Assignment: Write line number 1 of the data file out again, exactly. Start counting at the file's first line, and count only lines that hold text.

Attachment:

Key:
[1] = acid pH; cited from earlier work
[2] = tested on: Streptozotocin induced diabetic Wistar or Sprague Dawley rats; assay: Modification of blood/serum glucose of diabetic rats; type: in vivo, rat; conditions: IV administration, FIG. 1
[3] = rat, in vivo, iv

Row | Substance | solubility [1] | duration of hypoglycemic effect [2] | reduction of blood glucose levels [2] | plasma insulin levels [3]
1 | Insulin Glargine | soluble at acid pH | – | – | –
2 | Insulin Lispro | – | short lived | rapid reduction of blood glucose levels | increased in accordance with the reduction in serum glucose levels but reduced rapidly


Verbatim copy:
Key: